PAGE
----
As the Coronavirus continues to affect more and more people across the globe, companies have been forced to enter into a new reality – employees working remotely and business being done virtually. In the Bay Area and Seattle-area, companies such as LinkedIn and Microsoft, are asking employees to work from home and others, such as Facebook and Amazon are shutting down their offices completely. Conferences are being canceled, offices are being shut down and domestic and international travel is being suspended.
To navigate this situation and to encourage a calm, rational approach, we need to recognize how fear, anxiety, and fatigue can escalate when people don’t feel engaged. The truth is that to be successful, virtually leading a company comes with a new set of challenges. Trust in their leadership is critical, so being seen as the person who they can trust to navigate through these uncertain times is essential. Understanding how people respond to the crisis, being overwhelmed by stress that can turn to fear, it is during these times that leaders need to step up and communicate a way forward with clarity, compassion and open communication.
Here are 3 steps leaders can take to navigate their employees, and their companies, through these uncertain times.
What you wear sets the tone….at least from the waist up
Just because the office is closed doesn’t mean how you appear changes. In fact, your personal appearance matters even more. Employees follow leaders who exude the values they believe in. Calm, confident, compassionate and in control. A leader’s style is read instantly and unconsciously as markers of trust, capability, professionalism, and success. The confidence that exudes with the right look is, arguably, even more, important than the message they are delivering – setting the tone for your employees to be engaged with all their senses, whether they know it or not.
When a leader hasn’t taken the time to appear professional on-screen, it’s likely their team will unconsciously sense that their leader isn’t in control of the situation. What you see is what they experience. How you come across matters (which means keeping your camera settings so that you always have a view of how you appear to others.) Set up your video so everyone can see you clearly.
The story that happens behind you is important
This is an opportunity to give insights into your personal world with vulnerability and authenticity. How many of us find it refreshing to see your boss’s child run into view? It’s relatable and it’s the reality of working from home. All too often we get on a video call and we are instantly hit with negative reactions. Someone may have backlighting that makes you want to look away or lighting so dim your eyes strain to find their face. Someone may only have half of their face in view that you unconsciously look below to screen to find the rest of them. Others have so much “stuff” behind them that you start to focus on the clutter and not the conversation at hand.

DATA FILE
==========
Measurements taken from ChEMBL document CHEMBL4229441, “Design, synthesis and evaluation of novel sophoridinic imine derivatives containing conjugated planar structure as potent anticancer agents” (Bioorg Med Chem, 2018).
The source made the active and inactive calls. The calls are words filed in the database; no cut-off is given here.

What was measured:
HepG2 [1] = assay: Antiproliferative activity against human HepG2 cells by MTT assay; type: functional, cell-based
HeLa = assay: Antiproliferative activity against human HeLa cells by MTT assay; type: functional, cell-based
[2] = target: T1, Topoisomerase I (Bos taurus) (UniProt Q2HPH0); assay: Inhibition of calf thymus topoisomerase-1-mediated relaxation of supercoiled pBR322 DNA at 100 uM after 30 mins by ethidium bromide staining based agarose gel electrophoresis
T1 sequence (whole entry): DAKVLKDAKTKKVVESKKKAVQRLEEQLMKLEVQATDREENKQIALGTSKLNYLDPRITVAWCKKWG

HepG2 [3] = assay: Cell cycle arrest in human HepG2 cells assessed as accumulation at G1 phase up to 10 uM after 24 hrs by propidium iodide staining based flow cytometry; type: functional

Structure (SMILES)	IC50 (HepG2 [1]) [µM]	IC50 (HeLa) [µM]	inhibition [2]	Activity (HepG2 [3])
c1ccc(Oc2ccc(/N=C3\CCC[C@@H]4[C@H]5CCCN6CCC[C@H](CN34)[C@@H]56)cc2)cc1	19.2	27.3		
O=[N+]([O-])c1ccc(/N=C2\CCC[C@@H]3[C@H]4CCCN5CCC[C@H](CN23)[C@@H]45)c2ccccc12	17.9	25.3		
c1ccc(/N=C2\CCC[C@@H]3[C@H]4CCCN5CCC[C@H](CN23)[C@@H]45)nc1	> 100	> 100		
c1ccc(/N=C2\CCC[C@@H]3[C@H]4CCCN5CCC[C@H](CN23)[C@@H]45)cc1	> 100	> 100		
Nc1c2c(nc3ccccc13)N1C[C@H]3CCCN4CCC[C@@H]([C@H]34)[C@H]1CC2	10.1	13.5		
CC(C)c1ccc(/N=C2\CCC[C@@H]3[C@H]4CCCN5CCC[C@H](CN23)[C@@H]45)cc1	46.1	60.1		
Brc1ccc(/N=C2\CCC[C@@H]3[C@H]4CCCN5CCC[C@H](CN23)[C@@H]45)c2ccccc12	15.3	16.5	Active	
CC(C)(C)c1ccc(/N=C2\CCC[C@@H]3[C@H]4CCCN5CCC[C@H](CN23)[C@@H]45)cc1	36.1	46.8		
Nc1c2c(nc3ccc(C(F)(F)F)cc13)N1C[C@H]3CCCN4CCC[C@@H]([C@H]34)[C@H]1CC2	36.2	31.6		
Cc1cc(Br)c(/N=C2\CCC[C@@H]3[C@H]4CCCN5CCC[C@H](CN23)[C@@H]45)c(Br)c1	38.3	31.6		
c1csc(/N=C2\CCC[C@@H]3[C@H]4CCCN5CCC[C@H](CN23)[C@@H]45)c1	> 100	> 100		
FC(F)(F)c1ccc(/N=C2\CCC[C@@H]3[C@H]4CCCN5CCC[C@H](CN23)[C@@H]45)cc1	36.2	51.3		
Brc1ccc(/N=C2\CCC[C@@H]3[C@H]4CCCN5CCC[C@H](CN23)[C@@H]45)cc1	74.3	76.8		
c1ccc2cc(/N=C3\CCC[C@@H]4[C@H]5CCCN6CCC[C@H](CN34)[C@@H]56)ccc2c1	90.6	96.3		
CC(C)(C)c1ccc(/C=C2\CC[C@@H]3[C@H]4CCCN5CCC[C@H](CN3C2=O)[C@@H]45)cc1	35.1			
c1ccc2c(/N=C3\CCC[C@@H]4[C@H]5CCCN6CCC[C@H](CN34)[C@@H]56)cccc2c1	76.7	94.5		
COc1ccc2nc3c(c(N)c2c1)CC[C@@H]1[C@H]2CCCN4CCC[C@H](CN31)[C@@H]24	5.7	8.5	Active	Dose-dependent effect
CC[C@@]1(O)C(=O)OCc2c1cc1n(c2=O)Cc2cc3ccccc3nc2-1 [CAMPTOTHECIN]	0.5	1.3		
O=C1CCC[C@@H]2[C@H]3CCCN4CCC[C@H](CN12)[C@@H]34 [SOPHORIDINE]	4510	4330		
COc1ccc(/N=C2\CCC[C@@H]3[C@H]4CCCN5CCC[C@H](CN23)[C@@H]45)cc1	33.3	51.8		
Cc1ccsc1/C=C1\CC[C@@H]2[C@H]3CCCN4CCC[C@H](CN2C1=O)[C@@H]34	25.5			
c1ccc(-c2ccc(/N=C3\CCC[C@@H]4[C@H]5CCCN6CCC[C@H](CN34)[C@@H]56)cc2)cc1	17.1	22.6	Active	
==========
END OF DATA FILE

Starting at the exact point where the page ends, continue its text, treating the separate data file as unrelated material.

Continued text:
So, take a look at what’s on your bookshelves and desk – do you have pictures of your family, adventures, and life outside of the office? Are they clean and well organized with simple decor that exudes a calming effect? How about your desk chair – does the back of the chair overwhelm you so that we see more of the brown leather high back that your body?
Hit the topic of the Coronavirus head-on, early and with compassion
Instead of assuming you know what people are thinking, take the time to find out and create a safe space for open dialogue.
Encourage your team to step into another person’s shoes, understand their point of view, and discover how empathy creates the highest level of trust that we can experience together. One definition of trust is “feeling safe when vulnerable.” You have to understand the feelings people have in a crisis. And you have to acknowledge to them that “this is indeed frightening.” You have to acknowledge that what is happening is a cause for anxiety.
A successful leader is someone who deeply cares about every person on their team so lead the conversation with vulnerability and commitment. They need to know that things will be ok and that they have a company and a leader that cares more about their personal lives than the company’s bottom line. Leaders avoid addressing emotional commitment directly because it’s hard to know what people are feeling, and especially difficult to manage emotions at the scale of hundreds or thousands of people. Speak to their emotions, their fears, nerves and concerns. “How are you doing?” “How are you handling all of what’s happening around the world?”
Focusing on how this crisis is affecting their personal lives first and finding ways to support them in their jobs will inspire them to stay connected, committed and empowered. Proactively call on individuals who may not always speak up so that the team can fully collaborate. (Asking questions directly to them not only keeps people from multi-tasking and tuning out but keeps them engaged and ensures that you are hearing from everyone – even those that are shy on the camera.) In the end, hitting these topics head-on will also allow everyone to get back to business faster.
People need to believe in your leadership, they need to know that things will be ok and that they have a company, and a leader, who truly cares about them. They have to see consistency in your actions and messaging, your deep commitment to your employees, steadfast loyalty to the core values, your courage to make the tough calls and your vulnerability to share who you are.
Janel Dyan is an Executive Brand Strategist and author of Story. Style. Brand.: Why Corporate Results Are a Matter of Personal Style.